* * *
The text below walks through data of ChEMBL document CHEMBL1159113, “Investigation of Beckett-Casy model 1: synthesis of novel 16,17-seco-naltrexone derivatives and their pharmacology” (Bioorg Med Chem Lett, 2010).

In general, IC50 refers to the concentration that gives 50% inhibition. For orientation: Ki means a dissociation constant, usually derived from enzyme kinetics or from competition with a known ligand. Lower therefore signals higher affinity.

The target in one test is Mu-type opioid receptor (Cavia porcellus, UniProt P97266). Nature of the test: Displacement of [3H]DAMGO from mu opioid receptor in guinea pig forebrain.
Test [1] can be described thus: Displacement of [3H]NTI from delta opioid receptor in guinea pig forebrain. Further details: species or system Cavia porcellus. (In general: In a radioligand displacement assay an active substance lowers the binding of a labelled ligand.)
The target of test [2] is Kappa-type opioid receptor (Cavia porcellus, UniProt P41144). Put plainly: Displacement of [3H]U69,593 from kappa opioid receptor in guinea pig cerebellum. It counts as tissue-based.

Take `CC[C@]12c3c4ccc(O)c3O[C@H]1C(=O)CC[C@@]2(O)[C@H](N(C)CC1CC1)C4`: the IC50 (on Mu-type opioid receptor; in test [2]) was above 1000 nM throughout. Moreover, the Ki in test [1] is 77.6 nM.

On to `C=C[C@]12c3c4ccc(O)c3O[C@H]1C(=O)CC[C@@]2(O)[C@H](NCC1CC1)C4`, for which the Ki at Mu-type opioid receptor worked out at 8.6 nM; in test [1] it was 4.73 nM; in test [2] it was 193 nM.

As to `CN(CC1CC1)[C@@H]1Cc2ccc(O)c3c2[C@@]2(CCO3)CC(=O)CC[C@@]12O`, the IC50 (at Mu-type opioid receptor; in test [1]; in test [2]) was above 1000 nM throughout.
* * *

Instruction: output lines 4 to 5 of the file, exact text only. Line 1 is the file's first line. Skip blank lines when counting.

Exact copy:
Test [1] can be described thus: Displacement of [3H]NTI from delta opioid receptor in guinea pig forebrain. Further details: species or system Cavia porcellus. (In general: In a radioligand displacement assay an active substance lowers the binding of a labelled ligand.)
The target of test [2] is Kappa-type opioid receptor (Cavia porcellus, UniProt P41144). Put plainly: Displacement of [3H]U69,593 from kappa opioid receptor in guinea pig cerebellum. It counts as tissue-based.